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Sin and EvilMoral Values in Literature$
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Ronald Paulson

Print publication date: 2007

Print ISBN-13: 9780300120141

Published to Yale Scholarship Online: October 2013

DOI: 10.12987/yale/9780300120141.001.0001

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The Original Evil and the Original Sin

The Original Evil and the Original Sin

Chapter:
(p.253) Chapter Seven The Original Evil and the Original Sin
Source:
Sin and Evil
Author(s):

Ronald Paulson

Publisher:
Yale University Press
DOI:10.12987/yale/9780300120141.003.0007

This chapter illustrates the problem posed by hell that remained an issue during the Enlightenment. It was a place where sin was punished with evils, and the evils were imposed by sinners whose punishment included imposing these evils. Post-Reformation hell posed a second problem: punishment that was essentially sinless, or that rested only on the Original Sin. When everyone sinned, there was no sin-directed punishment in hell. Hell was essentially punishment, imposed on those designated sinners who had been denied grace. It was not, however, merely the absence of God; it was vividly burning forever in a fiery furnace. This is, however, not the hell described by the Church of England, who believed in a hell that is more along the lines of Dante's Purgatory, but a Calvinist hell. The Calvinist version of hell survived into the modern period.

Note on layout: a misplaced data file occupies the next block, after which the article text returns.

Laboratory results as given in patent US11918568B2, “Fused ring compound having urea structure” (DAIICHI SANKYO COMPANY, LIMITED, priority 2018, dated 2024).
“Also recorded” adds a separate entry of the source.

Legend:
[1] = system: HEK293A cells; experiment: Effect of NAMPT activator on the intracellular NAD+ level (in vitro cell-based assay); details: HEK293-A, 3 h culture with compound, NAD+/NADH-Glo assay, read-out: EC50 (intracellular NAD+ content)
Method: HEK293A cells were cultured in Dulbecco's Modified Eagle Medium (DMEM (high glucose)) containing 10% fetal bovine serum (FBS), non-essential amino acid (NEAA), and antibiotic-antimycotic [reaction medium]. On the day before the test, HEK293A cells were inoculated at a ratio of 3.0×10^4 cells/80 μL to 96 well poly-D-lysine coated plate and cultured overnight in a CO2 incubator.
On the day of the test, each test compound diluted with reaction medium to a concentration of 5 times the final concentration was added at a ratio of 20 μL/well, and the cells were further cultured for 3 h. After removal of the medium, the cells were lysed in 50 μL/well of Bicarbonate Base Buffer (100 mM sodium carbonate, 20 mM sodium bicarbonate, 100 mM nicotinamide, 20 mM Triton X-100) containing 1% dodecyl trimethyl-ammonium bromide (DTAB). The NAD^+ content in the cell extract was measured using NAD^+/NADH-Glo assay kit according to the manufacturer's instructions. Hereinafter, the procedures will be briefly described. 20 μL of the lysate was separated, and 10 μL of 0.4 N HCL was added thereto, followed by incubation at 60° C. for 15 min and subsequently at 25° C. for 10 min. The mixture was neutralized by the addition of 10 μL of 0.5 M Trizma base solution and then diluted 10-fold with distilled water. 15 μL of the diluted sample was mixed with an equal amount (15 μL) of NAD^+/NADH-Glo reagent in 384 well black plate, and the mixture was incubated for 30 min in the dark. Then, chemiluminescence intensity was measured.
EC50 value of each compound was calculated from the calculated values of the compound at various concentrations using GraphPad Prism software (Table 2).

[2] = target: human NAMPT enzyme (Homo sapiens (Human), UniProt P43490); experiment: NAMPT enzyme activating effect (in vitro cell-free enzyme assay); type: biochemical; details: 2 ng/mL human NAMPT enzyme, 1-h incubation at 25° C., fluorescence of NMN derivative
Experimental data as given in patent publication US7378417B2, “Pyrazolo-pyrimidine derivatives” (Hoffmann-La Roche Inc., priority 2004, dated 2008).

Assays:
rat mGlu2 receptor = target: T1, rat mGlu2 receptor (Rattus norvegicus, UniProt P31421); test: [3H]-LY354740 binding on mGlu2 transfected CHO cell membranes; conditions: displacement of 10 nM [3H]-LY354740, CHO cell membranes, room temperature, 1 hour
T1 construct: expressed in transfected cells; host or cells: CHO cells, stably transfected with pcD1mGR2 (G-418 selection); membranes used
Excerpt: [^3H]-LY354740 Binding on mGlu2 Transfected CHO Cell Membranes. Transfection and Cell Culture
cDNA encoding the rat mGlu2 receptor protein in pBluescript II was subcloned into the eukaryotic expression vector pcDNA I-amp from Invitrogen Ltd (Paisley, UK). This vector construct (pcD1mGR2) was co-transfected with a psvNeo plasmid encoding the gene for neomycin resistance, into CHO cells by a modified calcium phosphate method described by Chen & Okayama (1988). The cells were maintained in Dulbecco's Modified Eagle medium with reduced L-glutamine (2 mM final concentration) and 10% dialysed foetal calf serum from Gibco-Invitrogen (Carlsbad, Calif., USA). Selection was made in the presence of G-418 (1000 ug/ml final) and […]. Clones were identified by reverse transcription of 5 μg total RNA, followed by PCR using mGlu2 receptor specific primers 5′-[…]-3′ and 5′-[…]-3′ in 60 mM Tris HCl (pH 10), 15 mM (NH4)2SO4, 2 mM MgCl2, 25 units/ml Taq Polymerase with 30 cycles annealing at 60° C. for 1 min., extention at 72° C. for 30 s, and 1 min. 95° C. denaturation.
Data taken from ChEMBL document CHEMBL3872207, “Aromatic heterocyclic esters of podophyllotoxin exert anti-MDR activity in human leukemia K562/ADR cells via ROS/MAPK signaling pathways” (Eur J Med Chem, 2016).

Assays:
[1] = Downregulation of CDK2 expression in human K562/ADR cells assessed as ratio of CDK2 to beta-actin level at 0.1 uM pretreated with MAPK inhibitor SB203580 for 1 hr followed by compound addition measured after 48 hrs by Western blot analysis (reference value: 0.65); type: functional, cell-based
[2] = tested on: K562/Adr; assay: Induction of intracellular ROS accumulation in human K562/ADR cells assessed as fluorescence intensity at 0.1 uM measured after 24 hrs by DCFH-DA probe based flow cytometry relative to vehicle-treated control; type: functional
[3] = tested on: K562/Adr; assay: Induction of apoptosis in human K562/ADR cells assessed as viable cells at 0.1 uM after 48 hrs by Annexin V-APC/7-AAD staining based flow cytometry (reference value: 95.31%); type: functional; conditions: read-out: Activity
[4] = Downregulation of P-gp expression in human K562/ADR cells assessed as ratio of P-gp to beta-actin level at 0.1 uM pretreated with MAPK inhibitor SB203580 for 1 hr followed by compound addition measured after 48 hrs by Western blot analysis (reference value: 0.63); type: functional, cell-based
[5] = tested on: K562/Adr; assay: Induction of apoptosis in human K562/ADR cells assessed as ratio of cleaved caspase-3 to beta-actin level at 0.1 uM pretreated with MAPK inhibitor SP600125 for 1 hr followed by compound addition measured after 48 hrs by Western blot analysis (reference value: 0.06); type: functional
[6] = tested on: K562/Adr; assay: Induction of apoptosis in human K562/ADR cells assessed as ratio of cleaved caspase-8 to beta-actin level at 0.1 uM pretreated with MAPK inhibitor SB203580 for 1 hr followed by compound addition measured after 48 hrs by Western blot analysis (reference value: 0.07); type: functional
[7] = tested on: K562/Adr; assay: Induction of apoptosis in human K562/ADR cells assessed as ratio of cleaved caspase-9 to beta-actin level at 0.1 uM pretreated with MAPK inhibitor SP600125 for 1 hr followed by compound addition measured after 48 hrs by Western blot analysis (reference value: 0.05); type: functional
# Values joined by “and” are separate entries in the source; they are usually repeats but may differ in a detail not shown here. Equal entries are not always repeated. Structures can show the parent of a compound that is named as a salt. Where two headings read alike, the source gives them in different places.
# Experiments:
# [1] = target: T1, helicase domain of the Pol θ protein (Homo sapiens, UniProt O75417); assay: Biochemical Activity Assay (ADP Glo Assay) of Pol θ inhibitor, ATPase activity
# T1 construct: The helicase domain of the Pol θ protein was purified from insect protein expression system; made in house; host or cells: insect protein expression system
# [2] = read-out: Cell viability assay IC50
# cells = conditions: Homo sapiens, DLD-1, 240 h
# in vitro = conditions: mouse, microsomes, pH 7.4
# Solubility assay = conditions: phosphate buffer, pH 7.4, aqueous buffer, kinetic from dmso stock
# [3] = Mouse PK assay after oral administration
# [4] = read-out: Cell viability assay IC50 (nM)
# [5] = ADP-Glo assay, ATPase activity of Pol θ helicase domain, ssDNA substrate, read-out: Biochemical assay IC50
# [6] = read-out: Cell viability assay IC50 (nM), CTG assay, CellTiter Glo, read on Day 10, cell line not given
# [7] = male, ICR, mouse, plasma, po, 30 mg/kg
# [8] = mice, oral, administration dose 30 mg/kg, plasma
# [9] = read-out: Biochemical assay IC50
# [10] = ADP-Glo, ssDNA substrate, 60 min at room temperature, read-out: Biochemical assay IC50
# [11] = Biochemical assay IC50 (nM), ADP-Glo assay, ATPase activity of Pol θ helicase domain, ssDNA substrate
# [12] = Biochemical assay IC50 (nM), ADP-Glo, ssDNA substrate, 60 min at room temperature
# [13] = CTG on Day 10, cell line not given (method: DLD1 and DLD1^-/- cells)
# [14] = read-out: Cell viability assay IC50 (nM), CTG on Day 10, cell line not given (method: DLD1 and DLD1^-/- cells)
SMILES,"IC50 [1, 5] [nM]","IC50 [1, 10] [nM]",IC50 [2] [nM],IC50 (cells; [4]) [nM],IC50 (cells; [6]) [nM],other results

Keywords:   hell, the Enlightenment, sinners, Post-Reformation hell, punishment, Calvinist hell

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